(director: Gordon Douglas; screenwriters: from the novel Buffalo Grass by Frank Gruber/David Dortort/Martin Rackin; cinematographer: John Seitz; editor: Thomas Reilly; music: David Buttolph; cast: Alan Ladd (Chad Morgan), Virginia Mayo (Helen Jagger), Anthony Caruso (Brog), Edmund O’Brien (Joe Jagger), Julie Bishop (Kate Johnson), Don Castle (Tom Draper), John Qualen (Sven Johnson), James Seay (Ben), James Anderson (Cole), David Ladd (David Johnson), Jack Wraither Jr. (Olaf Johnson), Don Kelly (Billy); Runtime: 93; MPAA Rating: NR; producer: George C. Bertholu; Warner Bros.; 1957)


“Routine oater.”

Reviewed by Dennis Schwartz

Gordon Douglas (“In Like Flint”/”Them!”/”Saps at Sea”)directs this routine oater that’s set right after the Civil War. It’s bearable when on a cattle drive and most alive in the final gun duel between the villains and the good guy. It’s based on the novel Buffalo Grass by Frank Gruber and is flatly written by David Dortort and Martin Rackin. The pic has no sizzle, but at least it stars Alan Ladd to give it some heroic cowboy energy. Ladd’s own Jaguar company produced the film.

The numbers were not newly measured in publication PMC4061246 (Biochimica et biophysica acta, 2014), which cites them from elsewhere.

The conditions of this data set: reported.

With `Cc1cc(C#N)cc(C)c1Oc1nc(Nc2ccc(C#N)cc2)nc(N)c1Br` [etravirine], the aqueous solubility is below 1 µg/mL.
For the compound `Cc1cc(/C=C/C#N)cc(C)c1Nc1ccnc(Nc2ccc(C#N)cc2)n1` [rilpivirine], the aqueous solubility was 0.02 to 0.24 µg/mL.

After serving as an officer in the Confederate Army Chad Morgan (Alan Ladd) returns home at the war’s end to his Texas ranch and because the “the east needs beef” leads a long cattle drive of 2,000 herd from Texas to Missouri, where there’s a link to the railroad. But crooked Missouri cattle trader Brog (Anthony Caruso) swindles the Texas cowboys by offering an insulting low price for the cattle. The men are upset with Chad, who feels responsible for the loss and decides not to return immediately to Texas. After saving the down-and-out Joe Jagger (Edmund O’Brien) from a lynch mob because the alcoholic tried stealing a bottle of whiskey in a local stable boarding house, the two team up. On the trail, they are fed at the farm of Sven Johnson (John Qualen) and his widowed daughter-in-law Kate (Julie Bishop), whose husband died on their journey west. When the local farmers discuss their problem of delivering grain to the railroad a couple hundred miles away, Chad suggests they need a rail spur to the area. Joe chips in that he’s an architect who once worked for the railroad and that Tom Draper (Don Castle), the fiancé of his sister, a Kansas City saloon singer named Helen (Virginia Mayo), is a big shot executive with the railroads. In Kansas City the oddball partners work out a deal that has the railroad build a spur in rural Kansas and the Kansas Swedes known by the Johnson settlers chip in to build a town that’s designed by the reformed alcoholic Joe. Meanwhile Chad returns to Texas and convinces the other ranchers to bring their cattle to the new town in Kansas, assuring them that this time they will get a fair deal because of the competition from many legitimate cattle buyers. Trouble comes when Brog and his gang intimidate the cattle buyers and, in the new town without a law officer, it’s up to the returning Chad to make sure pioneer style justice is served to the killer Brog. Chad also has time to steal Helen from nice guy Tom.